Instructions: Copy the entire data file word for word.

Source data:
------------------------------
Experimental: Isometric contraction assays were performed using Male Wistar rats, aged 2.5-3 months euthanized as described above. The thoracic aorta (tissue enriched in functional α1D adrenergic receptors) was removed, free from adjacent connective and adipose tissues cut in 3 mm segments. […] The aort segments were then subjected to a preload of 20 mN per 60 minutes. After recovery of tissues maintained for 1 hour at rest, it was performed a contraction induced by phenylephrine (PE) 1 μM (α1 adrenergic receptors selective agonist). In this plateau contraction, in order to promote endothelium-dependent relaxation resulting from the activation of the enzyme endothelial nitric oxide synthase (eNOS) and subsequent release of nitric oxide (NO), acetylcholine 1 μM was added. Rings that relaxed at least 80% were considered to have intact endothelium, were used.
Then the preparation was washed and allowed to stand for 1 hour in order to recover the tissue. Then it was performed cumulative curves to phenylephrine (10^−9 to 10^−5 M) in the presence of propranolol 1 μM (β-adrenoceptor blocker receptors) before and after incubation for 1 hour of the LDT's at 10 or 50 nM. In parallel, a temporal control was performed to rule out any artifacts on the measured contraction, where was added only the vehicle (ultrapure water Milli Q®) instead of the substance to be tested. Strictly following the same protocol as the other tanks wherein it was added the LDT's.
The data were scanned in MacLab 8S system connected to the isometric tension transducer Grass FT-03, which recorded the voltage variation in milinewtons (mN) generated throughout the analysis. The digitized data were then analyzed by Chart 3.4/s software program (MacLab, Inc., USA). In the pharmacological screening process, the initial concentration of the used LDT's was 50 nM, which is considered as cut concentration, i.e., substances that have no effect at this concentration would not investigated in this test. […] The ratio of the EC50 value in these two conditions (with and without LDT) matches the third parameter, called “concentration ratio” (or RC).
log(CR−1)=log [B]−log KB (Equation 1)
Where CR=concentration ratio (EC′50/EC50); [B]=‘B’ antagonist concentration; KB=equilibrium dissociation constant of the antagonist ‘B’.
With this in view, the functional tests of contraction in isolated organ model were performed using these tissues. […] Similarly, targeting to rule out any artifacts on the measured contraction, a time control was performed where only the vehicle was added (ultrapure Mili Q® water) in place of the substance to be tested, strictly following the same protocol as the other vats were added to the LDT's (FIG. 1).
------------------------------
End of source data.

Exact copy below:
Experimental: Isometric contraction assays were performed using Male Wistar rats, aged 2.5-3 months euthanized as described above. The thoracic aorta (tissue enriched in functional α1D adrenergic receptors) was removed, free from adjacent connective and adipose tissues cut in 3 mm segments. […] The aort segments were then subjected to a preload of 20 mN per 60 minutes. After recovery of tissues maintained for 1 hour at rest, it was performed a contraction induced by phenylephrine (PE) 1 μM (α1 adrenergic receptors selective agonist). In this plateau contraction, in order to promote endothelium-dependent relaxation resulting from the activation of the enzyme endothelial nitric oxide synthase (eNOS) and subsequent release of nitric oxide (NO), acetylcholine 1 μM was added. Rings that relaxed at least 80% were considered to have intact endothelium, were used.
Then the preparation was washed and allowed to stand for 1 hour in order to recover the tissue. Then it was performed cumulative curves to phenylephrine (10^−9 to 10^−5 M) in the presence of propranolol 1 μM (β-adrenoceptor blocker receptors) before and after incubation for 1 hour of the LDT's at 10 or 50 nM. In parallel, a temporal control was performed to rule out any artifacts on the measured contraction, where was added only the vehicle (ultrapure water Milli Q®) instead of the substance to be tested. Strictly following the same protocol as the other tanks wherein it was added the LDT's.
The data were scanned in MacLab 8S system connected to the isometric tension transducer Grass FT-03, which recorded the voltage variation in milinewtons (mN) generated throughout the analysis. The digitized data were then analyzed by Chart 3.4/s software program (MacLab, Inc., USA). In the pharmacological screening process, the initial concentration of the used LDT's was 50 nM, which is considered as cut concentration, i.e., substances that have no effect at this concentration would not investigated in this test. […] The ratio of the EC50 value in these two conditions (with and without LDT) matches the third parameter, called “concentration ratio” (or RC).
log(CR−1)=log [B]−log KB (Equation 1)
Where CR=concentration ratio (EC′50/EC50); [B]=‘B’ antagonist concentration; KB=equilibrium dissociation constant of the antagonist ‘B’.
With this in view, the functional tests of contraction in isolated organ model were performed using these tissues. […] Similarly, targeting to rule out any artifacts on the measured contraction, a time control was performed where only the vehicle was added (ultrapure Mili Q® water) in place of the substance to be tested, strictly following the same protocol as the other vats were added to the LDT's (FIG. 1).